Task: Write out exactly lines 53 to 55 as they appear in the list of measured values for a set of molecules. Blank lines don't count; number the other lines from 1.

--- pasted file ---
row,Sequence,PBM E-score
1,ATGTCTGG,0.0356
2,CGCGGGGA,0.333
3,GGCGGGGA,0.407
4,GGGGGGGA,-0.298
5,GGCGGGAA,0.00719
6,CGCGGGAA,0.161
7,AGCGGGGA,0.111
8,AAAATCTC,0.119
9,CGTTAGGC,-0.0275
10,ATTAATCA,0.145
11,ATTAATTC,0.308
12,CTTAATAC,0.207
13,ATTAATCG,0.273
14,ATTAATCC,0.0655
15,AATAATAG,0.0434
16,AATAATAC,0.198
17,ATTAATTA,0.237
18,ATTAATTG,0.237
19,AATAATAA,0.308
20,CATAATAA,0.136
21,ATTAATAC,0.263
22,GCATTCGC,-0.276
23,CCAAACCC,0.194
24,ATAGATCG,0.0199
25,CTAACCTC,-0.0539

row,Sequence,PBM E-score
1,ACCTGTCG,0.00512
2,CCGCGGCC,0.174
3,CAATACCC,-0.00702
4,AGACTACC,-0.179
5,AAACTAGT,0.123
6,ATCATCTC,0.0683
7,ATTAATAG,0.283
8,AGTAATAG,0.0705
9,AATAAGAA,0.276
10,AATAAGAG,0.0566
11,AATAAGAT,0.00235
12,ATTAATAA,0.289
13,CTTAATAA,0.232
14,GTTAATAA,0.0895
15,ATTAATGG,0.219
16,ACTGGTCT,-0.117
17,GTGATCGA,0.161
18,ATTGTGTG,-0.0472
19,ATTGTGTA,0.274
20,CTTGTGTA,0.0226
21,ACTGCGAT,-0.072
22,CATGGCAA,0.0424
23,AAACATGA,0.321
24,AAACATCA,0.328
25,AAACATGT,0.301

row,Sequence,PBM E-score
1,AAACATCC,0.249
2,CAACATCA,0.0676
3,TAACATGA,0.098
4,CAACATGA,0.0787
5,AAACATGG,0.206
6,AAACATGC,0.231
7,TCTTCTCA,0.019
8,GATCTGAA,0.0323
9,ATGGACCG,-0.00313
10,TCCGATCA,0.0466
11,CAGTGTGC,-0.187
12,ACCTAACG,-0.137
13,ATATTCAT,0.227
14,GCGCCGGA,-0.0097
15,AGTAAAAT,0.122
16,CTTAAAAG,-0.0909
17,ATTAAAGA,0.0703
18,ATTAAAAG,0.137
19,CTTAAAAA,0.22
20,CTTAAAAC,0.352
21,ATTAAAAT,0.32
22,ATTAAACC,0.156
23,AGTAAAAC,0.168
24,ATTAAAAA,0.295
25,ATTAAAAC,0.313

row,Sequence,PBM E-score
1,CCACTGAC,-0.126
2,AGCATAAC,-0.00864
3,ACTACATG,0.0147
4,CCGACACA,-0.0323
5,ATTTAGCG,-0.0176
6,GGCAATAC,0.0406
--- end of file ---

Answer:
row,Sequence,PBM E-score
1,AAACATCC,0.249
2,CAACATCA,0.0676